Poison Ivy Swelling
Poison ivy swelling can very much be a nuisance, especially for those who have severe allergies. The swelling caused by this plant can even cause problems to vital organs! Approximately 85% of the population is allergic to poison ivy, although some experience more severe symptoms than others.
Everyone will end up with an itchy rash, and for some, the symptoms stop there. Unfortunately, others develop poison ivy swelling that can be very problematic.
For one thing, the swelling may cause the throat to close, and can even stop oxygen from transferring through the body like it should. In more rare cases, anaphylactic shock may also occur. The chances of this happening are extremely low, of course, but can happen nonetheless. People who already suffer from bad allergies or asthma are at a greater risk for swelling brought on by poison ivy. The sensitivity varies from person to person, with some being luckier than others.
Knowing how to identify poison ivy rashes and other symptoms is important. Early treatment will decrease the chances of the swelling getting out of hand. Some individuals can use simple, natural remedies made out of ordinary household products, others have to go to the doctor to get shots, with everyone else needing something in between.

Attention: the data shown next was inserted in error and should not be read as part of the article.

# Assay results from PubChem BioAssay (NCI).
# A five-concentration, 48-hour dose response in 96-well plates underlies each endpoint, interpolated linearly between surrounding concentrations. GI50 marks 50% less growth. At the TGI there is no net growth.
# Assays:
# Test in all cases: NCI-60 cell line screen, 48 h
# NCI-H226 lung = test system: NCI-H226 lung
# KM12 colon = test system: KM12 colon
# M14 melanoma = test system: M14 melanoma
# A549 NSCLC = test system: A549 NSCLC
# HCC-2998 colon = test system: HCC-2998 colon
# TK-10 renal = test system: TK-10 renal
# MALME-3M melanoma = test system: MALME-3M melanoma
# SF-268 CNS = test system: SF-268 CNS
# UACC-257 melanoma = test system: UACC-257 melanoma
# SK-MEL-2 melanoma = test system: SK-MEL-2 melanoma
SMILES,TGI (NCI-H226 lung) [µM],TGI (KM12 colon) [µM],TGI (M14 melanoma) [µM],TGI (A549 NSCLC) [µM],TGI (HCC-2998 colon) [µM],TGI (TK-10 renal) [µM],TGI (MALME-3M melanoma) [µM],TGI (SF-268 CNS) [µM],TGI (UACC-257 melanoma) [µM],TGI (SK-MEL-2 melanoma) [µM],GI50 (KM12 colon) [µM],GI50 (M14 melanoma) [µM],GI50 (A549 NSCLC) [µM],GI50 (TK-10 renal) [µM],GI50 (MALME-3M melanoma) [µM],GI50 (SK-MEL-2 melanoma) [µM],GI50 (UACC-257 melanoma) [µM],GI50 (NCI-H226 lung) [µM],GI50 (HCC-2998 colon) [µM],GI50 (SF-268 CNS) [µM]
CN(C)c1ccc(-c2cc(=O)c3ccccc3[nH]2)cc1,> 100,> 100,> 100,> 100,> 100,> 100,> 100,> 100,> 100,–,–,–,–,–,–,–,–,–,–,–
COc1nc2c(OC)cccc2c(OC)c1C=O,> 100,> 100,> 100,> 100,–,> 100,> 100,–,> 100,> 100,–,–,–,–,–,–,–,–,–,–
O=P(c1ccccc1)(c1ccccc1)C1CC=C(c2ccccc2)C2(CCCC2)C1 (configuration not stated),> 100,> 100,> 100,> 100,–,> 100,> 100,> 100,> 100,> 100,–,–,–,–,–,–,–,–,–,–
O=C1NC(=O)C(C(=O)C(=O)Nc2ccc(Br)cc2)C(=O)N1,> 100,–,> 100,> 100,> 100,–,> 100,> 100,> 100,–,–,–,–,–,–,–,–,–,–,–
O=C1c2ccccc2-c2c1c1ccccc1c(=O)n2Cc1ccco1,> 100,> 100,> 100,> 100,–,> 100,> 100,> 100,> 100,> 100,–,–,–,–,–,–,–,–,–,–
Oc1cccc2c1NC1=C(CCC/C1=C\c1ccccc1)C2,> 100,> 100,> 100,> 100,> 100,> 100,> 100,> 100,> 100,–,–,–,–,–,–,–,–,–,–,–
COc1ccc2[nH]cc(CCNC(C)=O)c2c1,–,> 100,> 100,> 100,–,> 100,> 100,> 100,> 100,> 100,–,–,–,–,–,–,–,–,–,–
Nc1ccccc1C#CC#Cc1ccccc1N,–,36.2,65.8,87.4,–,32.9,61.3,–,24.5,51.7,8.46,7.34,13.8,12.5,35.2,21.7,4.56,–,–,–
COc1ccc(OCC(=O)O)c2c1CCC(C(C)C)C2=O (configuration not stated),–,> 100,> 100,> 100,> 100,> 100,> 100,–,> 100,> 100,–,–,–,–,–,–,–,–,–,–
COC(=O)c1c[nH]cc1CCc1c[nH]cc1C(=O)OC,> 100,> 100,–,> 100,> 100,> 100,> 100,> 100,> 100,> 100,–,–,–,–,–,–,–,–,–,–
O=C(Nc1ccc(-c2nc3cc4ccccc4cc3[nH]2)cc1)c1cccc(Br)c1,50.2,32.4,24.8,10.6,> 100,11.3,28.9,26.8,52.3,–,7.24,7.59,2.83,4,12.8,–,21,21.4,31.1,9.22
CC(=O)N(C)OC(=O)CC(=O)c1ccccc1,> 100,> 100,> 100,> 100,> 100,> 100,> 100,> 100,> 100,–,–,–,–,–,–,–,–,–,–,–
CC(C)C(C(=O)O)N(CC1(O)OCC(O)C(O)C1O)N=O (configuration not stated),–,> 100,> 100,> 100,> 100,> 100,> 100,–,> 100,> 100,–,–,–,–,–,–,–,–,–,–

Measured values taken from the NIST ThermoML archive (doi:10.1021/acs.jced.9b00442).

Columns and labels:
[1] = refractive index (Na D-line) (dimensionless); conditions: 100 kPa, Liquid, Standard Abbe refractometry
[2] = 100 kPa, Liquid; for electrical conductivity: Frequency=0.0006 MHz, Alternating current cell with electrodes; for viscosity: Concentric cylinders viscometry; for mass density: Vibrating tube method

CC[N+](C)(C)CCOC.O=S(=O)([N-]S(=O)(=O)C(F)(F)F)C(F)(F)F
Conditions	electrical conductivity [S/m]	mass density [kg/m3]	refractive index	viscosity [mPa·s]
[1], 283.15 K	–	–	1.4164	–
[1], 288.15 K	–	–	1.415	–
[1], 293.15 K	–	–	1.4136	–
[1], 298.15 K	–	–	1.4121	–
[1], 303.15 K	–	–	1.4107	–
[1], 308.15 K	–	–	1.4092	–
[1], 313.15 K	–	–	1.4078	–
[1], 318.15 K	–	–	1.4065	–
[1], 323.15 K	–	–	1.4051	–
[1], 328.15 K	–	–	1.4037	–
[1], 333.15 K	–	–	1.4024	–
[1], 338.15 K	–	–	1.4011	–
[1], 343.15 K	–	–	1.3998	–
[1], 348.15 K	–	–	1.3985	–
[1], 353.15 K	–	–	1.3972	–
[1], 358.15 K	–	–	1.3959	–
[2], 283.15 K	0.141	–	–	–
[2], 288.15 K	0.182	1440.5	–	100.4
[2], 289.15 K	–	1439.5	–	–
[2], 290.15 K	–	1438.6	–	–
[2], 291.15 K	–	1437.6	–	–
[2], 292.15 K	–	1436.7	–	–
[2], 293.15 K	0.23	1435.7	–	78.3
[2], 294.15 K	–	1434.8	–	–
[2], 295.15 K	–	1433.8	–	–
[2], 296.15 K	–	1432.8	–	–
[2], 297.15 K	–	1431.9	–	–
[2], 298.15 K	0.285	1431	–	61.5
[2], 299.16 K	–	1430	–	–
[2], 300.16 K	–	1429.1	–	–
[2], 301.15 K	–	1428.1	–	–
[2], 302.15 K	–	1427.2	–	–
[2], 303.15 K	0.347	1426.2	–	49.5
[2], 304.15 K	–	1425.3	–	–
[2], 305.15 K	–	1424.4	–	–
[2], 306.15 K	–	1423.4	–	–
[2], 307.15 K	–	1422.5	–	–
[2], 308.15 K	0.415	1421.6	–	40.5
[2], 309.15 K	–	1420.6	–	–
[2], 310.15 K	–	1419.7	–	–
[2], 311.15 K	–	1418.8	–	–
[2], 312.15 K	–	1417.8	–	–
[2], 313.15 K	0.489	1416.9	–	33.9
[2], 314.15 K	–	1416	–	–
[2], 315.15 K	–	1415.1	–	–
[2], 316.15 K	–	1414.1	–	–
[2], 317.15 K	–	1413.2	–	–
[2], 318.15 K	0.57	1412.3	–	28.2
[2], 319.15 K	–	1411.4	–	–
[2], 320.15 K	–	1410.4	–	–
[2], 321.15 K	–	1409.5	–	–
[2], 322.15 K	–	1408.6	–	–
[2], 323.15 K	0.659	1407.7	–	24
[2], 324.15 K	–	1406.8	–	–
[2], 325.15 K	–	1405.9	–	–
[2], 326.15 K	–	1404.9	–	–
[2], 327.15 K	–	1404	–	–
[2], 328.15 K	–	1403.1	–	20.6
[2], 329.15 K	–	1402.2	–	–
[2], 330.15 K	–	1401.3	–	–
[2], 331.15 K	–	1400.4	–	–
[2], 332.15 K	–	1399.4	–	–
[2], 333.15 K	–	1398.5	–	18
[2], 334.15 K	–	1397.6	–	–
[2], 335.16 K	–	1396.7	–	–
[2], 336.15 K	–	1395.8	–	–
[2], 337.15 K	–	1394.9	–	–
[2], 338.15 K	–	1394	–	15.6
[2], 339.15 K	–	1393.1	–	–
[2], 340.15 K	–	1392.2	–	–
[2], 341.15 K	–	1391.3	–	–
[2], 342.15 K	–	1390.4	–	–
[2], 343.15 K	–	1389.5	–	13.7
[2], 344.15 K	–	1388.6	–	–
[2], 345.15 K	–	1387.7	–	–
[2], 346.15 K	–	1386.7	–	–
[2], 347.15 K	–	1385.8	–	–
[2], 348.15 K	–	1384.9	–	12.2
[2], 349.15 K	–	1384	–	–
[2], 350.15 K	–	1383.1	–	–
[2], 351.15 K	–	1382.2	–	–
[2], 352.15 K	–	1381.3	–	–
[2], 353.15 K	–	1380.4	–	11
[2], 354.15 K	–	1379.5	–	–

Sometimes over the counter allergy and pain medication, such as Motrin and Benadryl can help. Still, some ointment, scrub, or cream needs to be applied on the rash in order to keep down the swelling and itching. There are some specially developed washes and scrubs that can be ordered on the internet. Cortisone creams in particular can be very helpful, as they can stimulate new skin growth and reduce the swelling at the same time.
Despite the fact that almost everyone is allergic to some degree, no one is actually BORN with sensitivity to poisonous plants. It takes actual exposure to the plants to become sensitized to it. Animals aren’t affected by it, yet they can still spread the poison to humans. Strangely, humans can’t get poison ivy from one another. It only transfers from animals to humans. This is because animals can get urushiol, the poisonous chemical found in the plant, on their fur. Thus, pets can transfer the urushiol to their owners without experiencing an allergic reaction themselves.
Poison ivy swelling is brought on by dermatitis rashes. The swelling will almost always clear up, although the process of healing may take awhile for those who don’t use any medicine or remedies. During the three or four weeks that an individual suffers from the poison ivy swelling, he or she can experience a whole lot of misery. Help is out there, however; and it’s in everyone’s best interest to find the treatment that best works for them.